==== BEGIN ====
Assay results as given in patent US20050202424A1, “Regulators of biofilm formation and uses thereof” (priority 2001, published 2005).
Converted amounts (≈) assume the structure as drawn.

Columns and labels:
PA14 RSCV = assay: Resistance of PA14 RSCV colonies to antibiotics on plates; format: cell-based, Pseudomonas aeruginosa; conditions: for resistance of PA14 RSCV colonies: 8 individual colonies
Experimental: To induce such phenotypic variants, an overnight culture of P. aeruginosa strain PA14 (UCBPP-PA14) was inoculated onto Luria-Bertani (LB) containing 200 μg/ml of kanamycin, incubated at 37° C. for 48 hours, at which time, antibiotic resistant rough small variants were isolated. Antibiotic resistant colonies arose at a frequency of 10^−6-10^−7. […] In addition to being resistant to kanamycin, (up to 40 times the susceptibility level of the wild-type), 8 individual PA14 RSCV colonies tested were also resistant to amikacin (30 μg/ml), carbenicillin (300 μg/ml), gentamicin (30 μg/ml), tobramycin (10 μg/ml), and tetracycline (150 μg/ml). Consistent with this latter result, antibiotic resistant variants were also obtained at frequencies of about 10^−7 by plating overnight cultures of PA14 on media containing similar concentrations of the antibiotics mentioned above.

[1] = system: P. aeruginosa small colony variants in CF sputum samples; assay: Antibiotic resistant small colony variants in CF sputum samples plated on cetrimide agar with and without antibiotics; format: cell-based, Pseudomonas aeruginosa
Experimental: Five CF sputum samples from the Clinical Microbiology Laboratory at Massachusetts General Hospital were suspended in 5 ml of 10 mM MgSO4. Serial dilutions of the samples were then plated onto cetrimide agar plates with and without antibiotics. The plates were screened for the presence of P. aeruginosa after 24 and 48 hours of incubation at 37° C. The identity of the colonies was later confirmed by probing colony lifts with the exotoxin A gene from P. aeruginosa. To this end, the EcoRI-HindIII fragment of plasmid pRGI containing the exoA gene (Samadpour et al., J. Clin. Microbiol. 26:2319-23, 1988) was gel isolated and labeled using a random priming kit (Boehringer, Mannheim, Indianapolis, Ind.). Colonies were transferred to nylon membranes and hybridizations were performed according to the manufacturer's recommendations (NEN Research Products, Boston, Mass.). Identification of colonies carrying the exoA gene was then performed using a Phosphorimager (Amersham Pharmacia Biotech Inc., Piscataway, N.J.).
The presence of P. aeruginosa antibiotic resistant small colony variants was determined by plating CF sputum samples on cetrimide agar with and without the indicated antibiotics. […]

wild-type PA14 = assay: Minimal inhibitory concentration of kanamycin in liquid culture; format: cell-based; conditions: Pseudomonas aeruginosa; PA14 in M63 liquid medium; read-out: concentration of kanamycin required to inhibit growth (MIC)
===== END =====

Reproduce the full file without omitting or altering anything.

Assay results as given in patent US20050202424A1, “Regulators of biofilm formation and uses thereof” (priority 2001, published 2005).
Converted amounts (≈) assume the structure as drawn.

Columns and labels:
PA14 RSCV = assay: Resistance of PA14 RSCV colonies to antibiotics on plates; format: cell-based, Pseudomonas aeruginosa; conditions: for resistance of PA14 RSCV colonies: 8 individual colonies
Experimental: To induce such phenotypic variants, an overnight culture of P. aeruginosa strain PA14 (UCBPP-PA14) was inoculated onto Luria-Bertani (LB) containing 200 μg/ml of kanamycin, incubated at 37° C. for 48 hours, at which time, antibiotic resistant rough small variants were isolated. Antibiotic resistant colonies arose at a frequency of 10^−6-10^−7. […] In addition to being resistant to kanamycin, (up to 40 times the susceptibility level of the wild-type), 8 individual PA14 RSCV colonies tested were also resistant to amikacin (30 μg/ml), carbenicillin (300 μg/ml), gentamicin (30 μg/ml), tobramycin (10 μg/ml), and tetracycline (150 μg/ml). Consistent with this latter result, antibiotic resistant variants were also obtained at frequencies of about 10^−7 by plating overnight cultures of PA14 on media containing similar concentrations of the antibiotics mentioned above.

[1] = system: P. aeruginosa small colony variants in CF sputum samples; assay: Antibiotic resistant small colony variants in CF sputum samples plated on cetrimide agar with and without antibiotics; format: cell-based, Pseudomonas aeruginosa
Experimental: Five CF sputum samples from the Clinical Microbiology Laboratory at Massachusetts General Hospital were suspended in 5 ml of 10 mM MgSO4. Serial dilutions of the samples were then plated onto cetrimide agar plates with and without antibiotics. The plates were screened for the presence of P. aeruginosa after 24 and 48 hours of incubation at 37° C. The identity of the colonies was later confirmed by probing colony lifts with the exotoxin A gene from P. aeruginosa. To this end, the EcoRI-HindIII fragment of plasmid pRGI containing the exoA gene (Samadpour et al., J. Clin. Microbiol. 26:2319-23, 1988) was gel isolated and labeled using a random priming kit (Boehringer, Mannheim, Indianapolis, Ind.). Colonies were transferred to nylon membranes and hybridizations were performed according to the manufacturer's recommendations (NEN Research Products, Boston, Mass.). Identification of colonies carrying the exoA gene was then performed using a Phosphorimager (Amersham Pharmacia Biotech Inc., Piscataway, N.J.).
The presence of P. aeruginosa antibiotic resistant small colony variants was determined by plating CF sputum samples on cetrimide agar with and without the indicated antibiotics. […]

wild-type PA14 = assay: Minimal inhibitory concentration of kanamycin in liquid culture; format: cell-based; conditions: Pseudomonas aeruginosa; PA14 in M63 liquid medium; read-out: concentration of kanamycin required to inhibit growth (MIC)